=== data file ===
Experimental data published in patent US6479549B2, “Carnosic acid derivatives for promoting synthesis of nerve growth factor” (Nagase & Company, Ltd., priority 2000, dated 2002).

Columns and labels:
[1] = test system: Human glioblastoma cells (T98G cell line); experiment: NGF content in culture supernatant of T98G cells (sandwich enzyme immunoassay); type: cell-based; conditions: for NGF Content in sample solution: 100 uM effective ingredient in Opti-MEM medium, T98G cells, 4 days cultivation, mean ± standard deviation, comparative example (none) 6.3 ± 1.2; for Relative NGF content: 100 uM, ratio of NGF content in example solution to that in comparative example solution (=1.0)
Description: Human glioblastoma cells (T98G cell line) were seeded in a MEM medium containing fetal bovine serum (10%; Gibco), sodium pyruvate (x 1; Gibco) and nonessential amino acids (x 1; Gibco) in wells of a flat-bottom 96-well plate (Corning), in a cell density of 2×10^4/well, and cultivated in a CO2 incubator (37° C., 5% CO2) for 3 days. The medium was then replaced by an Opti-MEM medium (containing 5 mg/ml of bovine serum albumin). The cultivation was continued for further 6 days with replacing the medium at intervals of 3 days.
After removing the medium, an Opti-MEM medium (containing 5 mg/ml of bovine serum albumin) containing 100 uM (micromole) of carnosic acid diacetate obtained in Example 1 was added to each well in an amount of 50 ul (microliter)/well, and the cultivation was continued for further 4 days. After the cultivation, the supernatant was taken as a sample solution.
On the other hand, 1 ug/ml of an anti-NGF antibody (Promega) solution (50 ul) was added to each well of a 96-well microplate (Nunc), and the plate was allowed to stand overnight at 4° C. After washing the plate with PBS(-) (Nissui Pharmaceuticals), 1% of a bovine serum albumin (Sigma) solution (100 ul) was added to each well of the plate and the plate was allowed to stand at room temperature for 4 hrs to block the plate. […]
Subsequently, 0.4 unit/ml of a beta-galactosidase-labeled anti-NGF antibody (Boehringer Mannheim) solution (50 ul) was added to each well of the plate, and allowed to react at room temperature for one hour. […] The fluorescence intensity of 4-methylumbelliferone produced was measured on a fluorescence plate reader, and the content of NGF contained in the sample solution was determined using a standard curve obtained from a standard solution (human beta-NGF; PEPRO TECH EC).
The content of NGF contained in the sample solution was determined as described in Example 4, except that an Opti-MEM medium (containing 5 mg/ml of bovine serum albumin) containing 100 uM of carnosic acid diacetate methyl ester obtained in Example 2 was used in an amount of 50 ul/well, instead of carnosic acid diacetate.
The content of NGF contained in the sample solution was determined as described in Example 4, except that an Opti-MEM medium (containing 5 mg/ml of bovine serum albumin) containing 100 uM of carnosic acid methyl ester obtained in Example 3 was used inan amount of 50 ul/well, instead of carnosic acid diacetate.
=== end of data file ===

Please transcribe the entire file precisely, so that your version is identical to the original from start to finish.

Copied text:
Experimental data published in patent US6479549B2, “Carnosic acid derivatives for promoting synthesis of nerve growth factor” (Nagase & Company, Ltd., priority 2000, dated 2002).

Columns and labels:
[1] = test system: Human glioblastoma cells (T98G cell line); experiment: NGF content in culture supernatant of T98G cells (sandwich enzyme immunoassay); type: cell-based; conditions: for NGF Content in sample solution: 100 uM effective ingredient in Opti-MEM medium, T98G cells, 4 days cultivation, mean ± standard deviation, comparative example (none) 6.3 ± 1.2; for Relative NGF content: 100 uM, ratio of NGF content in example solution to that in comparative example solution (=1.0)
Description: Human glioblastoma cells (T98G cell line) were seeded in a MEM medium containing fetal bovine serum (10%; Gibco), sodium pyruvate (x 1; Gibco) and nonessential amino acids (x 1; Gibco) in wells of a flat-bottom 96-well plate (Corning), in a cell density of 2×10^4/well, and cultivated in a CO2 incubator (37° C., 5% CO2) for 3 days. The medium was then replaced by an Opti-MEM medium (containing 5 mg/ml of bovine serum albumin). The cultivation was continued for further 6 days with replacing the medium at intervals of 3 days.
After removing the medium, an Opti-MEM medium (containing 5 mg/ml of bovine serum albumin) containing 100 uM (micromole) of carnosic acid diacetate obtained in Example 1 was added to each well in an amount of 50 ul (microliter)/well, and the cultivation was continued for further 4 days. After the cultivation, the supernatant was taken as a sample solution.
On the other hand, 1 ug/ml of an anti-NGF antibody (Promega) solution (50 ul) was added to each well of a 96-well microplate (Nunc), and the plate was allowed to stand overnight at 4° C. After washing the plate with PBS(-) (Nissui Pharmaceuticals), 1% of a bovine serum albumin (Sigma) solution (100 ul) was added to each well of the plate and the plate was allowed to stand at room temperature for 4 hrs to block the plate. […]
Subsequently, 0.4 unit/ml of a beta-galactosidase-labeled anti-NGF antibody (Boehringer Mannheim) solution (50 ul) was added to each well of the plate, and allowed to react at room temperature for one hour. […] The fluorescence intensity of 4-methylumbelliferone produced was measured on a fluorescence plate reader, and the content of NGF contained in the sample solution was determined using a standard curve obtained from a standard solution (human beta-NGF; PEPRO TECH EC).
The content of NGF contained in the sample solution was determined as described in Example 4, except that an Opti-MEM medium (containing 5 mg/ml of bovine serum albumin) containing 100 uM of carnosic acid diacetate methyl ester obtained in Example 2 was used in an amount of 50 ul/well, instead of carnosic acid diacetate.
The content of NGF contained in the sample solution was determined as described in Example 4, except that an Opti-MEM medium (containing 5 mg/ml of bovine serum albumin) containing 100 uM of carnosic acid methyl ester obtained in Example 3 was used inan amount of 50 ul/well, instead of carnosic acid diacetate.